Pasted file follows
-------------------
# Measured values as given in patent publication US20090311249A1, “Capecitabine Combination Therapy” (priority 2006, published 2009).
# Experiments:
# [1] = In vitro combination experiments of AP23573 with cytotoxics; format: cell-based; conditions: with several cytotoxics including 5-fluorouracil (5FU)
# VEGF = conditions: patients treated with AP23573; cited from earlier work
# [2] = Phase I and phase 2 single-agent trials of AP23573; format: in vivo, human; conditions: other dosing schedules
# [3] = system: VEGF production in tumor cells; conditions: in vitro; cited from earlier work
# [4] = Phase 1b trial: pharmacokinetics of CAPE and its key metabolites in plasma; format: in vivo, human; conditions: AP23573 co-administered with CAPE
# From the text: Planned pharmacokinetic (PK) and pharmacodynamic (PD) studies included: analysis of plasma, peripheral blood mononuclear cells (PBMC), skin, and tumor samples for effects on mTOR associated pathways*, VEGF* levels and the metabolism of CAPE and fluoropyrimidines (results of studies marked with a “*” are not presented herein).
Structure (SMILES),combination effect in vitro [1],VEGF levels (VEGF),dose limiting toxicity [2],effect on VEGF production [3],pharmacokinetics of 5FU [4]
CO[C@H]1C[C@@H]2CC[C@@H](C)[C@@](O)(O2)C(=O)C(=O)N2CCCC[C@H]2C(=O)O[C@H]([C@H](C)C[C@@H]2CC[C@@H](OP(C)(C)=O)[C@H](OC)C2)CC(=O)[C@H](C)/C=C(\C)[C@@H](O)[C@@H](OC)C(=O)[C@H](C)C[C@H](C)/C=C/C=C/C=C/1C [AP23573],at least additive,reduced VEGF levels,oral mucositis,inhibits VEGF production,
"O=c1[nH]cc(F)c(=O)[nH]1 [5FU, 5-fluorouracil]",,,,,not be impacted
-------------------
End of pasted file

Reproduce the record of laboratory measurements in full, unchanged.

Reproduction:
# Measured values as given in patent publication US20090311249A1, “Capecitabine Combination Therapy” (priority 2006, published 2009).
# Experiments:
# [1] = In vitro combination experiments of AP23573 with cytotoxics; format: cell-based; conditions: with several cytotoxics including 5-fluorouracil (5FU)
# VEGF = conditions: patients treated with AP23573; cited from earlier work
# [2] = Phase I and phase 2 single-agent trials of AP23573; format: in vivo, human; conditions: other dosing schedules
# [3] = system: VEGF production in tumor cells; conditions: in vitro; cited from earlier work
# [4] = Phase 1b trial: pharmacokinetics of CAPE and its key metabolites in plasma; format: in vivo, human; conditions: AP23573 co-administered with CAPE
# From the text: Planned pharmacokinetic (PK) and pharmacodynamic (PD) studies included: analysis of plasma, peripheral blood mononuclear cells (PBMC), skin, and tumor samples for effects on mTOR associated pathways*, VEGF* levels and the metabolism of CAPE and fluoropyrimidines (results of studies marked with a “*” are not presented herein).
Structure (SMILES),combination effect in vitro [1],VEGF levels (VEGF),dose limiting toxicity [2],effect on VEGF production [3],pharmacokinetics of 5FU [4]
CO[C@H]1C[C@@H]2CC[C@@H](C)[C@@](O)(O2)C(=O)C(=O)N2CCCC[C@H]2C(=O)O[C@H]([C@H](C)C[C@@H]2CC[C@@H](OP(C)(C)=O)[C@H](OC)C2)CC(=O)[C@H](C)/C=C(\C)[C@@H](O)[C@@H](OC)C(=O)[C@H](C)C[C@H](C)/C=C/C=C/C=C/1C [AP23573],at least additive,reduced VEGF levels,oral mucositis,inhibits VEGF production,
"O=c1[nH]cc(F)c(=O)[nH]1 [5FU, 5-fluorouracil]",,,,,not be impacted